Absolutely about adjectives

6th January 2023

Margaret Hale, the protagonist in the novel ‘North and South’ returns to her childhood home, and revisits her old school. The new school mistress, who has made drastic changes, cajoles Margaret into giving an impromptu lesson.

One student is having difficulty with the ‘a’ sound.

“A, an indefinite article,” said Margaret mildly.

“I beg your pardon,” said the Vicar’s wife … “ (the new teacher).

The children had been taught to refer to ‘a’ as an adjective absolute. Margaret sat down “abashed.”

“The children knew more than she did. Mr Bell turned away, and smiled.”

(Chapter XLVI Once and Now)

Mr Bell, who is a fellow at Oxford and therefore very educated, passes no comment, yet his body language sufficiently expresses his opinion.

I had not come across an adjective absolute before. I could have taken the blue pill and kept on reading, or taken the red pill; I switched over to Google and began my descent into the rabbit hole of grammar taxonomy.

Others word forms have subdivisions; nouns can be proper, concrete, collective etc, verbs can be transitive or intransitive, and there are several types of adverbs.

Fortunately, the nomenclature is more frightening than the definition. So, without further ado let’s have a rabbit about adjectives (1), starting with the adjective absolute.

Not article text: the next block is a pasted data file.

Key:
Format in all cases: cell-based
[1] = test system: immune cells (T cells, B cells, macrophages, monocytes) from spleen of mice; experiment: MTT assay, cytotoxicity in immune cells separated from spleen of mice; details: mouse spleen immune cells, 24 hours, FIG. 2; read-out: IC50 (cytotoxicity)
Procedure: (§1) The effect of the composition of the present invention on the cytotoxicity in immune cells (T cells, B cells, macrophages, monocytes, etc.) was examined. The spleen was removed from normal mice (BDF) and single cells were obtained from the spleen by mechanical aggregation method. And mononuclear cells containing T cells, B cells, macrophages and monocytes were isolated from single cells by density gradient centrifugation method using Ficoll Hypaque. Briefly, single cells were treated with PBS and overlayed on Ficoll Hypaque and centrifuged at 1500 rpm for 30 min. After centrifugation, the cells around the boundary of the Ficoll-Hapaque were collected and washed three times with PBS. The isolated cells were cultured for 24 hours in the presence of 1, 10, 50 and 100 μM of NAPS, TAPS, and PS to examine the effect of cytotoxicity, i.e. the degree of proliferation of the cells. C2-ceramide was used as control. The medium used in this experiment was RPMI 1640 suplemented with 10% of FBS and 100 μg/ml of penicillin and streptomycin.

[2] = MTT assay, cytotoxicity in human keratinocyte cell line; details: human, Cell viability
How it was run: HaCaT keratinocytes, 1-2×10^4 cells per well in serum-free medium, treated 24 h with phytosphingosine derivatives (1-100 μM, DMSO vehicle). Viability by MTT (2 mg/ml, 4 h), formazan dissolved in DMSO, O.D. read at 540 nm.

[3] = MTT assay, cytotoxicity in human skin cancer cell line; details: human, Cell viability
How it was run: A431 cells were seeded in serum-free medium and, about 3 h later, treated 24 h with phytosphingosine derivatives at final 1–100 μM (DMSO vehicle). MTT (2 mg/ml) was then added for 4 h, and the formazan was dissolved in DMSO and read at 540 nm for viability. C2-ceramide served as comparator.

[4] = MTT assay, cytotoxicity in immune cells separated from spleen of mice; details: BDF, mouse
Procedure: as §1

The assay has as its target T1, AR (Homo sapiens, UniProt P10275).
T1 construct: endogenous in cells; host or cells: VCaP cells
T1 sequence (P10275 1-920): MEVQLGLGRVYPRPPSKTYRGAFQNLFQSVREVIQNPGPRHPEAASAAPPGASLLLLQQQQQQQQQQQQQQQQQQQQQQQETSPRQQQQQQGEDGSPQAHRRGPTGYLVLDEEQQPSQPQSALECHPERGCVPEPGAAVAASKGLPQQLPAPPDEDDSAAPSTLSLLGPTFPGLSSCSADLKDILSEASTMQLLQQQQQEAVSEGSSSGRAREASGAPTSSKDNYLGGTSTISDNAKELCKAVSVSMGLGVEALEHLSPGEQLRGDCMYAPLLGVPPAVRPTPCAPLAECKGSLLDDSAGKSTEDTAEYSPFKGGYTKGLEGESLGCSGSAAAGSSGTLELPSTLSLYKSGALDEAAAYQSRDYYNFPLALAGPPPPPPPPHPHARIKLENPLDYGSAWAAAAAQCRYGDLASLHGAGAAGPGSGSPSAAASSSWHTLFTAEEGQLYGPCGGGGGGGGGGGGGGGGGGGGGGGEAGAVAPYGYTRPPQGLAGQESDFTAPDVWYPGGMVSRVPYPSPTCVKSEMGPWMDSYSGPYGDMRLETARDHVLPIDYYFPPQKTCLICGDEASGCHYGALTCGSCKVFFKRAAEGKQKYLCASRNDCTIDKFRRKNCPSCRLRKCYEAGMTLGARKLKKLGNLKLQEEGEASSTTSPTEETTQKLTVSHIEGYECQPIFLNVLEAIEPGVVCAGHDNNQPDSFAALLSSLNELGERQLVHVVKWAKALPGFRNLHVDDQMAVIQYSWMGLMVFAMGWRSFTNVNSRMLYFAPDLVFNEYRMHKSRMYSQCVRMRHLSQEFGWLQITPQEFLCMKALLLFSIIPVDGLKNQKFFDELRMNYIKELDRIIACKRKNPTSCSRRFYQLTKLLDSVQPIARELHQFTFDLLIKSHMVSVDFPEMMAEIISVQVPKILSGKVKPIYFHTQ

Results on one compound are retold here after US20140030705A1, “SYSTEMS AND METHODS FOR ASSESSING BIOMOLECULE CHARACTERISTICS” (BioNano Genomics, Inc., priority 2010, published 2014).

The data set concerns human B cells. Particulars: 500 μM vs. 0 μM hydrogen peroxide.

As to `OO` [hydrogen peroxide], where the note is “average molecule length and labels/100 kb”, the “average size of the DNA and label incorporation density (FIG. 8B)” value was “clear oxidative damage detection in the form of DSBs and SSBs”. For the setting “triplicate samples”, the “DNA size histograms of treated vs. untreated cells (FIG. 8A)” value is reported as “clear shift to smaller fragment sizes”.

Most adjectives can be modified, e.g.

London is very expensive.

The book is extremely confusing.

Studying Vietnamese is quite difficult.

However, some adjectives do not need to be modified; they are superlatives (the biggest, the tallest) or binary (either yes or no). An old joke cracks that a woman phones her mother and tells her that she is a little bit pregnant. Of course, a woman is or is not pregnant.

Show, don’t tell:

A mark of 25% is unacceptable.

The building was destroyed in the fire.

Dinosaurs are dead.

The hostages were set free.

Modifiers such as absolutely, completely, totally may be used for emphasis.

The holiday was totally perfect.

My shirt is completely ruined.

I’m afraid it is absolutely impossible for you to get into Cambridge with those grades.

Now we know why Mr Bell “turned away, and smiled.”

I mentioned the rabbit hole because there are over a dozen types of adjective. Should you be interested, here’s some links to enlighten you:

https://learnenglish.britishcouncil.org/grammar/b1-b2-grammar/adjectives-gradable-and-non-gradable

https://www.thesaurus.com/e/grammar/what-are-the-types-of-adjectives/

Notes

(1) Rabbit is London slang for talk or talking

3 thoughts on “Absolutely about adjectives

  1. Yes, the US slang makes sense. The UK version is from rhyming slang; the full expression is ‘rabbit and pork’, which rhymes with talk. For convenience, the expression is shortened to just ‘rabbit’.

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